Teachers are turning into policemen

Class sizes … quite a difficult topic. Schools are different. I’ve taught in schools of varying sizes over the past couple of years. I’ve also been in classes of different sizes as a pupil, ranging from a class of 40 in middle school through to a class of about 10 in A levels.

Teachers are being forced to behave “like police officers” because a rise in class sizes is putting a strain on the education system, a children’s author has warned.

Young pupils risk missing out on creative projects in the classroom following an increase in the number of children squeezed into each lesson, it was claimed.

Nick Butterworth, author of Percy the Park Keeper and creator of the CBeebies series Q Pootle 5, said that large classes were the single biggest reason why children’s learning difficulties went unnoticed. The comments follow the publication of official figures showing that the average primary school lesson contained almost 27 pupils last year.
Data from the Department for Education revealed that 26.8 pupils shared the average primary lesson in 2012/13, up from 26.2 in 2008/9.

Among five- to seven-year-olds alone, the average class size stood at 27.3, with 71,935 children taught in “supersized” lessons of more than 30 pupils. The number of English children in the largest lessons has now more than doubled in just three years despite legislation that officially bans schools from staging infant classes of 31 or more except in exceptional circumstances.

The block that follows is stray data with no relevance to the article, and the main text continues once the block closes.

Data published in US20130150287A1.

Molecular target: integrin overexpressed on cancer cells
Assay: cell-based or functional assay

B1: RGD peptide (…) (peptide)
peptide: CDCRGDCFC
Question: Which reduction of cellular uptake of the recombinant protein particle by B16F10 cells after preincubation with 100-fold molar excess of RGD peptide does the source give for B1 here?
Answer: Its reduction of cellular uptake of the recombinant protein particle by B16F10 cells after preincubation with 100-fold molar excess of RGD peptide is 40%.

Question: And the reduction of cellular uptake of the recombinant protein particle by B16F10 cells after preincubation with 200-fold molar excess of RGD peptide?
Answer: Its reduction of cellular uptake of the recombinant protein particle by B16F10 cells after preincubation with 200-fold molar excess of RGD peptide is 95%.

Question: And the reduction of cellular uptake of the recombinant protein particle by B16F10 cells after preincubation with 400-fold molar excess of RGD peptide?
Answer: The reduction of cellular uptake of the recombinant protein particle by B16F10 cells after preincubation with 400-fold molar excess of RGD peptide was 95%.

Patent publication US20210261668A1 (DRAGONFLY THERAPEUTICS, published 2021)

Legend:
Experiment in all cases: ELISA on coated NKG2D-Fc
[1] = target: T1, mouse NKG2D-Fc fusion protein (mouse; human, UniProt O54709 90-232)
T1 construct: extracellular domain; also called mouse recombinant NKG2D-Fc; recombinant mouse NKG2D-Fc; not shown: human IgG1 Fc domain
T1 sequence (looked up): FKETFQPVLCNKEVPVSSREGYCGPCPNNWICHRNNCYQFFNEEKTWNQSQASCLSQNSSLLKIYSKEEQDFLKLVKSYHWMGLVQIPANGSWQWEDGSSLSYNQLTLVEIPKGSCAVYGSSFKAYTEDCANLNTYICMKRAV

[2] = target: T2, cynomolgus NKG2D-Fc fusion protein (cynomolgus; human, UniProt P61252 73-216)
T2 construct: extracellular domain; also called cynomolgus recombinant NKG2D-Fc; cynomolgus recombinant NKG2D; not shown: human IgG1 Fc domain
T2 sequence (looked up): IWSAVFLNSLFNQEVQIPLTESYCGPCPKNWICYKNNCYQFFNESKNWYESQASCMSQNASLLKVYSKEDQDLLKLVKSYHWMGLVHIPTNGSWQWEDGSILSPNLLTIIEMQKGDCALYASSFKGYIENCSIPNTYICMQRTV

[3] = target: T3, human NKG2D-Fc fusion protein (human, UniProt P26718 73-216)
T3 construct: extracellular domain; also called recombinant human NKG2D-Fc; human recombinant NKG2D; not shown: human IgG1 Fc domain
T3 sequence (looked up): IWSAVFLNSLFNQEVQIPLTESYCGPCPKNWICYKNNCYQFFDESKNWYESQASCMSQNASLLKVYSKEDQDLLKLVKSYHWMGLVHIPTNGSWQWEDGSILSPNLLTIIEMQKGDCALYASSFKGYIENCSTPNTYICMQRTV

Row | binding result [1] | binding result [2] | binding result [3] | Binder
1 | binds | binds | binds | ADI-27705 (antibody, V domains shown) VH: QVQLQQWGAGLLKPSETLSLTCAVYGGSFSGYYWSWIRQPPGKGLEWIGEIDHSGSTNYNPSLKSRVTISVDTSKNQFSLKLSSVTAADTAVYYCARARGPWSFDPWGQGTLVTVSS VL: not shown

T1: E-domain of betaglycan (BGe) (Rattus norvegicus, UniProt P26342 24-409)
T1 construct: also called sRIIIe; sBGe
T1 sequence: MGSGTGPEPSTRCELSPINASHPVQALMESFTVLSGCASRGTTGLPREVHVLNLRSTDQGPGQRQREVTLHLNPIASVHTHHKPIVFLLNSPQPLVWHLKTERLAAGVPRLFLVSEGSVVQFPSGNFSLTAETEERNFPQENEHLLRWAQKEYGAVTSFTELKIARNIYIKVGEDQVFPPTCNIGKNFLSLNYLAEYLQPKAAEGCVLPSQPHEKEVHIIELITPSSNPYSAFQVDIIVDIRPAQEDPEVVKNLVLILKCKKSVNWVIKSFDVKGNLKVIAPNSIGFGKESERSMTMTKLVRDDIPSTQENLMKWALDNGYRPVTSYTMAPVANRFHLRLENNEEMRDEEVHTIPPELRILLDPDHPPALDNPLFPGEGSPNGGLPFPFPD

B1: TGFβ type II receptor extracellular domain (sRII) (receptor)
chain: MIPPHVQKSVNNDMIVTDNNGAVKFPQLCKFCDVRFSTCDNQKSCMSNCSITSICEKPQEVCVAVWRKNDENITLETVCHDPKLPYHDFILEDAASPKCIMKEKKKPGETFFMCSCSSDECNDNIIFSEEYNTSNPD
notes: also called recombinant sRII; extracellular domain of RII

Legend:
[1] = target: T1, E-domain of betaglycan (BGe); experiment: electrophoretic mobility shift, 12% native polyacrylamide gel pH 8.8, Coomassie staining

Mr Butterworth is due to address the London Festival of Education on the issue of teaching standards later this month. Speaking before the address, he dismissed the notion that teachers should be blamed for British children receiving a poor education. He said that large classes in his own childhood meant that it took until the age of eight for a teacher to realise that he could not read. “Whilst class sizes are better than they were in my day, they still need to be urgently addressed,” he said. “I slipped through the net when I was growing up. I left school when I was 16, but I was barely there for the last couple of years and my struggles were never picked up on due, not least, to the sheer number of pupils teachers had to keep tabs on. It’s a diversion to talk about weeding out bad teachers. What we really need is more teachers. If class sizes were halved, teachers could stop having to act like police officers and be able to concentrate on thinking creatively about how best to engage with their pupils.”

Mr. Butterworth, who has sold more than 12 million books worldwide, including titles such as Jingle Bells, Tiger and The Whisperer, claimed that schools were too focused on passing exams rather than inspiring enthusiasm for a subject. “Children are naturally hungry to learn, but they learn most easily when they are taught by inspiring teachers,” he said. “The opposite is also true. Children will switch off when they perceive a subject to be dry, abstract and boring. Having a subject on the curriculum is not a guarantee that it will be learnt. If teachers are really going to inspire children, they need to love and enjoy their work. The inspirers need to be inspired.”

A Department for Education spokeswoman said: “We are spending £5 billion by 2015 on creating new school places — more than double the amount spent by the previous government in the same timeframe. We are also building more free schools, letting the most popular schools expand, and intervening to drive up standards in weak primaries which have thousands of empty places simply because parents don’t want to send their children there.”

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